xfs_freeze

This command stops new access to the file system and creates a stable image on disk. 

xfs_freeze -f 

The -f flag is used to freeze a specified XFS file system, so that new modifications cannot be undertaken. When the freeze command is applied, all ongoing transactions in the file system are allowed to complete. New write system calls are stopped, and other calls which can modify the file system are stopped.

All data, metadata, and log information are written to disk.  Any process trying to write to the frozen file system waits till the file system is unfrozen. 

xfs_freeze -u 

The -u flag is used to unfreeze the file system and allow IO to resume. Any file system modifications that were blocked by the freeze are unblocked and allowed to complete.

Using xfs_freeze with N2WS Backup & Recovery

N2WS Backup & Recovery is an enterprise-class backup and recovery solution for the EC2 cloud. It performs backups using AWS EBS snapshots and supports backup scripts to perform quiescence of applications and file systems.

When you activate backup scripts for a backup policy, you provide 3 scripts:

  1. the “before” script that is invoked right before the snapshots are taken,
  2. the “after” script that is invoked right after the EBS snapshots start,
  3. and the “complete” script which is invoked after the snapshots are completed.

You can use all 3 scripts or some of them. If you do not need a script, you can provide an empty one that does nothing. Read more about using backup scripts with N2WS in our documentation.

In the case of XFS, we need to freeze the file system in the “before” script and unfreeze it in the “after” script. Since the script is invoked on the N2WS server and not on the backed-up instance, we use SSH to connect to the backed-up instance and perform the operation.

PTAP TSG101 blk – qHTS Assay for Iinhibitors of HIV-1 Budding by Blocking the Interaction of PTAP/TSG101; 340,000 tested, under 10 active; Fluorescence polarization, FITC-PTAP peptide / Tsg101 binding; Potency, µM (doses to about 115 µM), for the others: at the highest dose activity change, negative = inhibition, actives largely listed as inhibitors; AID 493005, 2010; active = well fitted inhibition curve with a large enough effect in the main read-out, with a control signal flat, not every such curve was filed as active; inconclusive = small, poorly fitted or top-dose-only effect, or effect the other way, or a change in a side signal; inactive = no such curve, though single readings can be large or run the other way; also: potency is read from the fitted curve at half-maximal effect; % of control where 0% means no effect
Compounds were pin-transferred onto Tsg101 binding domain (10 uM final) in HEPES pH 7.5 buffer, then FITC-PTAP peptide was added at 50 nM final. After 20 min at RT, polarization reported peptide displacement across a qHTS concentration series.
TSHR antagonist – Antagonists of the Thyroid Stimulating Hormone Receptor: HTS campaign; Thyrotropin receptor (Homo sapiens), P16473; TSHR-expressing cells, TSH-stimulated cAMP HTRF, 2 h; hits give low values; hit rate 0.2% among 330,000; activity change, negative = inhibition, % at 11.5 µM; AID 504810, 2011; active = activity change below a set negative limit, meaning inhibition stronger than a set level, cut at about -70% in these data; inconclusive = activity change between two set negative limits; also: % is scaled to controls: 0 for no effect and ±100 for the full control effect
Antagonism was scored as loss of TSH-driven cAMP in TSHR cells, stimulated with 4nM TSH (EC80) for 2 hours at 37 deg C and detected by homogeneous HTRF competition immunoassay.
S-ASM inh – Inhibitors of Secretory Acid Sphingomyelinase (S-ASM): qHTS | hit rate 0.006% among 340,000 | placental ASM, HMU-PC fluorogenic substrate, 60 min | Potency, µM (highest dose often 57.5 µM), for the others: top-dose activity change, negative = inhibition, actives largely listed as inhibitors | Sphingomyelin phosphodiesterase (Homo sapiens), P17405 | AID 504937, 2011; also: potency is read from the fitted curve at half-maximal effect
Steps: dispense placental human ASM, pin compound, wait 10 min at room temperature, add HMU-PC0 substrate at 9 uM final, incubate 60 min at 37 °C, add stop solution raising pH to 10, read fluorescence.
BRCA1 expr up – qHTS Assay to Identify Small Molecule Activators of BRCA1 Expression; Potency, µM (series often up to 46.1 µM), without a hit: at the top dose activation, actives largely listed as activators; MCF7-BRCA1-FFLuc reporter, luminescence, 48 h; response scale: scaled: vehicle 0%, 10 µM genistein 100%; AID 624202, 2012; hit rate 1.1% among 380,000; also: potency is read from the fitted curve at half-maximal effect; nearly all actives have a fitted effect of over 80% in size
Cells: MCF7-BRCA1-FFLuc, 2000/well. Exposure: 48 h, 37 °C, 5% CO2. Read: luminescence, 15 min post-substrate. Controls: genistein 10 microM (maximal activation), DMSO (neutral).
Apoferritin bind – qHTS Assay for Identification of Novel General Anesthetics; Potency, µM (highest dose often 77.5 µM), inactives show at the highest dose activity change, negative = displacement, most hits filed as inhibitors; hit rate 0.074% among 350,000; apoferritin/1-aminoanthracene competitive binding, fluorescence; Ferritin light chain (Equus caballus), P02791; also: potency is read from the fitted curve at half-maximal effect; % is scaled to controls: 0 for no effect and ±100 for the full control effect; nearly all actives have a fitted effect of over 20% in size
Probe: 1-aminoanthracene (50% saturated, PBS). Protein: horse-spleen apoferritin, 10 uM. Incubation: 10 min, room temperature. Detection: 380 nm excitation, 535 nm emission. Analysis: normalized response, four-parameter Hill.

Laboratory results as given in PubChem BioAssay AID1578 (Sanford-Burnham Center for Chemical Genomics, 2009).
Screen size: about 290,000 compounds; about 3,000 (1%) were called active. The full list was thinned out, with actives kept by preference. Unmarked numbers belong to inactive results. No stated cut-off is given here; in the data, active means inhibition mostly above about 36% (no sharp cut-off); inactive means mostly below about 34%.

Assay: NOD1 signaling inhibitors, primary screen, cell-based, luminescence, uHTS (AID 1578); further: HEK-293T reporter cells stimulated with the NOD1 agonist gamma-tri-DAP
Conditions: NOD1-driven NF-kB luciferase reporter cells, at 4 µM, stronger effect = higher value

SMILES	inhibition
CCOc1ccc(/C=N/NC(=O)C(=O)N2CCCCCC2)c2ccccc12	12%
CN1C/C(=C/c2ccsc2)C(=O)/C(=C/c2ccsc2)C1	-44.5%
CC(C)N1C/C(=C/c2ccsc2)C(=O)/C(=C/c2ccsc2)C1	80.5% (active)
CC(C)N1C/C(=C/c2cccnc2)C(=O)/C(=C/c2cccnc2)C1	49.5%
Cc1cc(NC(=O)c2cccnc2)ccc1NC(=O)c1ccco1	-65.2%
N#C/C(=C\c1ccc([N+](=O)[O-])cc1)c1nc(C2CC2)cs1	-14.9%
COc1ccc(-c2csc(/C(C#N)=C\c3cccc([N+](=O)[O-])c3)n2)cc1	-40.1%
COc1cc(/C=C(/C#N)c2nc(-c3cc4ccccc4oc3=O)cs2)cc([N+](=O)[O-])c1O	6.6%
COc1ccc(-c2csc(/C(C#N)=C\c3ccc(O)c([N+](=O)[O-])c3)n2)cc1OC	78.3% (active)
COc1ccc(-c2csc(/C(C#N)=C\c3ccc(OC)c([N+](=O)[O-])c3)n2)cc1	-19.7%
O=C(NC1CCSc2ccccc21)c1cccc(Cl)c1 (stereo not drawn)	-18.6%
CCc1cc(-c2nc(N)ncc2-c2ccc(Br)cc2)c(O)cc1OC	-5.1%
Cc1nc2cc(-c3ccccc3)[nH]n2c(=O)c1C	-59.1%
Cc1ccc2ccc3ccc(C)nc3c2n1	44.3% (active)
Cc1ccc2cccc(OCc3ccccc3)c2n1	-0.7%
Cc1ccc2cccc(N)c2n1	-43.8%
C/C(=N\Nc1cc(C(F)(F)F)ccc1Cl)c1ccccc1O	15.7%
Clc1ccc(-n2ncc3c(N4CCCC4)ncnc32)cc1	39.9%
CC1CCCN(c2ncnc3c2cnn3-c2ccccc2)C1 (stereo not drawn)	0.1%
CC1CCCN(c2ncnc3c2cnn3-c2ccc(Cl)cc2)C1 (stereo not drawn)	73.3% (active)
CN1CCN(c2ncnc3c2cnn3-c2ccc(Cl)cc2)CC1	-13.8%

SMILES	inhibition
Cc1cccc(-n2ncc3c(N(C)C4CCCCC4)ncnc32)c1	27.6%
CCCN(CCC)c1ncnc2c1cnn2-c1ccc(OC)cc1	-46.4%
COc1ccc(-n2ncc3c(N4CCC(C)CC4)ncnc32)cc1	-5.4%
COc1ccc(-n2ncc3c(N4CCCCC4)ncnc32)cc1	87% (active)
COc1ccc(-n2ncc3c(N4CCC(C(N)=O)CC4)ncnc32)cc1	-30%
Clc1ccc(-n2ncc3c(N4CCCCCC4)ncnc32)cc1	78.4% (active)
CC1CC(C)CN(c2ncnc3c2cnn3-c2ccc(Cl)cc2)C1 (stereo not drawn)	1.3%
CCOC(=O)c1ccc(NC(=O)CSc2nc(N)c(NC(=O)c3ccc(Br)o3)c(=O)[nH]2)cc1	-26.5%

So, the “before” script looks like this: 

#!/bin/bashssh -i <path to the pem file of the relevant key-pair> <username>@<server address> “sudo xfs_freeze -f <path to the file system mount point>”if [ $? -gt 0 ]; then  echo “Failed freezing XFS filesystem” 1>&2  exit 1else  echo “xfs freeze succeeded” 1>&2fi 

The “after” script looks similar, except the unfreeze option: 

#!/bin/bashssh -i <path to the pem file of the relevant key-pair> <username>@<server address> “sudo xfs_freeze -u <path to the file system mount point>”if [ $? -gt 0 ]; then  echo “Failed unfreezing XFS filesystem” 1>&2  exit 1else  echo “xfs unfreeze succeeded” 1>&2fi 

We direct output to “stderr” since N2WS will collect the output and allow us to view it from the web console. Since the time span between invoking these two scripts is a few seconds at most, it should not interfere with any operations in the production environment.

Checking for File System Consistency

Finally, after backup you may want to make sure that the backup of the XFS file system is consistent. You can do that by recovering the volume or the entire instance and run the “xfs_check” command while the device is unmounted.

xfs_check

If the filesystem is on a disk partition, the xfs_check command is: 

xfs_check -d partition

You’ll replace partition with the device name for the partition. For example:

/usr/disk/dsk1 

If the filesystem is on an lv logical volume, the xfs_check command is: 

xfs_check -d lvvolume

You’ll replace lvvolume for the device file for the logical volume. For example:

/usr/disk/lv1 

The xfs_check command does not repair any reported filesystem consistency problems, it only reports them. You can automate the whole test process by using N2WS’ CLI (more details here) To see the different editions with pricing and details, refer to N2Ws’ pricing and purchases page on our website.